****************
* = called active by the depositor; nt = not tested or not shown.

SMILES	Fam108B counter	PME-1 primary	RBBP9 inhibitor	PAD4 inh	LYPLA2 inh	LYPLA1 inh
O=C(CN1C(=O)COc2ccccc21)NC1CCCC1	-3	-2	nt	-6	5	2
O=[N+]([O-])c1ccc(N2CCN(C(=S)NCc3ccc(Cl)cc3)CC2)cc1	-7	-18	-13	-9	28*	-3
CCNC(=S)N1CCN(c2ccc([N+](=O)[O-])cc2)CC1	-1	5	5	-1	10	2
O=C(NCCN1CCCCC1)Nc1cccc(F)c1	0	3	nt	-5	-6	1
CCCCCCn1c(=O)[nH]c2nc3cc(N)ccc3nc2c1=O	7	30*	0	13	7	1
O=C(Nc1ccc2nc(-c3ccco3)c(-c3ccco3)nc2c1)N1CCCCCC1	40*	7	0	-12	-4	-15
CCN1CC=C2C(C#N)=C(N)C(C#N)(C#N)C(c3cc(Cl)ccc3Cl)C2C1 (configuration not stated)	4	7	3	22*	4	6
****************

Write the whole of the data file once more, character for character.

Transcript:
* = called active by the depositor; nt = not tested or not shown.

SMILES	Fam108B counter	PME-1 primary	RBBP9 inhibitor	PAD4 inh	LYPLA2 inh	LYPLA1 inh
O=C(CN1C(=O)COc2ccccc21)NC1CCCC1	-3	-2	nt	-6	5	2
O=[N+]([O-])c1ccc(N2CCN(C(=S)NCc3ccc(Cl)cc3)CC2)cc1	-7	-18	-13	-9	28*	-3
CCNC(=S)N1CCN(c2ccc([N+](=O)[O-])cc2)CC1	-1	5	5	-1	10	2
O=C(NCCN1CCCCC1)Nc1cccc(F)c1	0	3	nt	-5	-6	1
CCCCCCn1c(=O)[nH]c2nc3cc(N)ccc3nc2c1=O	7	30*	0	13	7	1
O=C(Nc1ccc2nc(-c3ccco3)c(-c3ccco3)nc2c1)N1CCCCCC1	40*	7	0	-12	-4	-15
CCN1CC=C2C(C#N)=C(N)C(C#N)(C#N)C(c3cc(Cl)ccc3Cl)C2C1 (configuration not stated)	4	7	3	22*	4	6